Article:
Two former White House chiefs of staff praised President-elect Barack Obama’s choice of Rep. Rahm Emanuel (D-Ill.) to assume that job during a Brookings Institution panel on Friday.
Ken Duberstein, the former chief of staff to President Ronald Reagan, and Leon Panetta, the former California congressman who held the post in the Clinton White House, said Emanuel’s appointment suggested that Obama was serious about getting results from his administration.
“Rahm is exceptionally well-qualified for that job,” Duberstein said, lauding Obama for choosing a chief of staff so early in the transition process. “It sends a message here and abroad that this president-elect is all about governing and not campaigning.”
Panetta, who worked closely with Emanuel in the Clinton administration, shared that assessment, saying Emanuel “knows the White House inside out, and obviously now knows Capitol Hill.”
Panetta recognized Emanuel’s reputation for abrasiveness, but presented it as a potential asset to the nascent Obama administration.
“As I told the president-elect — and have told others — part of the job description is that you have to be an SOB as chief of staff. You’ve got to have somebody who makes the tough decisions,” Panetta said. “He’s the guy to do that in the administration.”
Emanuel’s appointment drew fire from Republicans Thursday, with some of the Chicago congressman’s GOP colleagues painting him as a partisan gunslinger.
“This is an ironic choice for a president-elect who has promised to change Washington, make politics more civil and govern from the center,” House Minority Leader John A. Boehner (R-Ohio) said in a statement.
Panetta dismissed the suggestion that Emanuel was too partisan to serve effectively in the White House.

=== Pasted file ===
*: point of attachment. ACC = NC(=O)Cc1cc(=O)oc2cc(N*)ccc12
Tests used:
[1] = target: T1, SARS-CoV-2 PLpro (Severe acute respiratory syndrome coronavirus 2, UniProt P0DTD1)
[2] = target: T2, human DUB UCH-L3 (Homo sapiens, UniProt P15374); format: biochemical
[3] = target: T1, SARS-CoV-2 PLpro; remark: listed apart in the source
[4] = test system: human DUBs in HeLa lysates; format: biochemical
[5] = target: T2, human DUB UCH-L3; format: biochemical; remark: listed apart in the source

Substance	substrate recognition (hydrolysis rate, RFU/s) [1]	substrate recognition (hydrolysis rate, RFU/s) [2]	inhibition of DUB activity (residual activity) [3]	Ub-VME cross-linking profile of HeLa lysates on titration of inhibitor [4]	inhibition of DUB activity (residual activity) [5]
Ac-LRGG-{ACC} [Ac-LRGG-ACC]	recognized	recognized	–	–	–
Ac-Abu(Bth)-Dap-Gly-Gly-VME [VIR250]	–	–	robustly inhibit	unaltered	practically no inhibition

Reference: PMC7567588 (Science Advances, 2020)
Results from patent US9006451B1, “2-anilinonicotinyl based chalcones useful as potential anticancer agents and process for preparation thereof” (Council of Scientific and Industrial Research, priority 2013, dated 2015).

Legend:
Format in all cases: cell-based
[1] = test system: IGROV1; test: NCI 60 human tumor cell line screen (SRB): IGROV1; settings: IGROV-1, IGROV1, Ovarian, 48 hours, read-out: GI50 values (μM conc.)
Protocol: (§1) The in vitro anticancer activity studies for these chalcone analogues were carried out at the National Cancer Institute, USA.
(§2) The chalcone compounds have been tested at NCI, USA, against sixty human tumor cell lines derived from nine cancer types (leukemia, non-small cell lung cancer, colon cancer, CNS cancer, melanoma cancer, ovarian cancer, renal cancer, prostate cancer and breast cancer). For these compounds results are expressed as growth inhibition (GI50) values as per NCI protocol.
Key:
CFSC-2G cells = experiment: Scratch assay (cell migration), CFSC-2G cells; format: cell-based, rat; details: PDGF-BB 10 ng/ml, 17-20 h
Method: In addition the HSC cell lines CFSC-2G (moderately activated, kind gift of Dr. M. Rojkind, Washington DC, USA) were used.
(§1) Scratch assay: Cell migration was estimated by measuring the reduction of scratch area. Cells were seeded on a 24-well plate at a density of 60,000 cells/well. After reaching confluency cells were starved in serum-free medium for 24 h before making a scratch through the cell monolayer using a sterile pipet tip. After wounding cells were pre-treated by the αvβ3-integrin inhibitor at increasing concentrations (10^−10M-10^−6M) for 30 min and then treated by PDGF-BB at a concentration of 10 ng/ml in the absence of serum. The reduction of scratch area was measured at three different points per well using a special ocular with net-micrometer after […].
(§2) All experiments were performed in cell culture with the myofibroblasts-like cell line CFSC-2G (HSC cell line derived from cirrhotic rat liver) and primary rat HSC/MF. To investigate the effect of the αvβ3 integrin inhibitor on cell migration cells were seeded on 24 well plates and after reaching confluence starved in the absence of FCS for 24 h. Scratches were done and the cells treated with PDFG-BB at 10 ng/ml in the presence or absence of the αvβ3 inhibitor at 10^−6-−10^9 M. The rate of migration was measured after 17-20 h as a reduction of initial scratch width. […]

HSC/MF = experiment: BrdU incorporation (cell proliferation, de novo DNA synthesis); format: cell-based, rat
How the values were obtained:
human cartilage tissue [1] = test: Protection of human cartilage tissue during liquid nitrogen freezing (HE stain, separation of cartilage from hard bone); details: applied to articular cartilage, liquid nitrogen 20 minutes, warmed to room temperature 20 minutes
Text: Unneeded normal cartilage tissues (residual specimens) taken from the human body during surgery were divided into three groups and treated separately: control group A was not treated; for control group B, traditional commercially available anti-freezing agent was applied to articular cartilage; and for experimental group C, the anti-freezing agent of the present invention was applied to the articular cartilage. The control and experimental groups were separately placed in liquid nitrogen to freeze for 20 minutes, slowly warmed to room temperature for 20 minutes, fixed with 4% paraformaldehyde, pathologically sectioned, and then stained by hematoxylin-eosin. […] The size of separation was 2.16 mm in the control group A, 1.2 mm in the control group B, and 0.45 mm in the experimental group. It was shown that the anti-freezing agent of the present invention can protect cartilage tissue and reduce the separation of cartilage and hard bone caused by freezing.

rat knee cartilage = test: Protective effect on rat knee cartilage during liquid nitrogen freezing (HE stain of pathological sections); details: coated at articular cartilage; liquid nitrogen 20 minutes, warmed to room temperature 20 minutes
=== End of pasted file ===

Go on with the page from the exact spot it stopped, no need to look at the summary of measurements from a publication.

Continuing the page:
“Of course he’s going to be partisan on Capitol Hill,” Panetta said. But he argued that “Rahm Emanuel is basically a centrist.”
Duberstein even suggested Emanuel’s toughest task might be restraining fellow Democrats, rather than fighting with Republicans.
“His challenge will be, with the president, reaching out and building coalitions on the Hill, saying no to some of the president-elect’s most important constituencies,” Duberstein said. “As partisan as Rahm may have been on the Hill, he’s all about governing.”
“There was at least one TV ad during the primaries about, ‘Who do you trust more to answer the phone at 3 o’clock in the morning?’” Duberstein said. “The reality is, the president doesn’t answer the phone at 3 o’clock in the morning. It’s the chief of staff. So the question is, Do you trust Rahm to answer the phone at 3 o’clock in the morning?”
Both men reflected on their White House experiences to offer advice to the president-elect, emphasizing the importance of focusing his agenda and not trying to accomplish too much at once.
Duberstein, for instance, said the mentality of the Reagan’s 1980 transition — “Everything we do is going to be about economic recovery” — was focused on the country’s most immediate challenge.
“You can walk and chew gum at the same time,” he said. “But you have to walk first.”
Panetta, too, suggested that Obama’s first task should be addressing the economic crisis, though he offered the war in Iraq and energy legislation as other top issues. And he foreshadowed the competition for space on Obama’s agenda.
“Health care, a lot of other issues, immigration, et cetera, those kind of have to line up out there,” he said.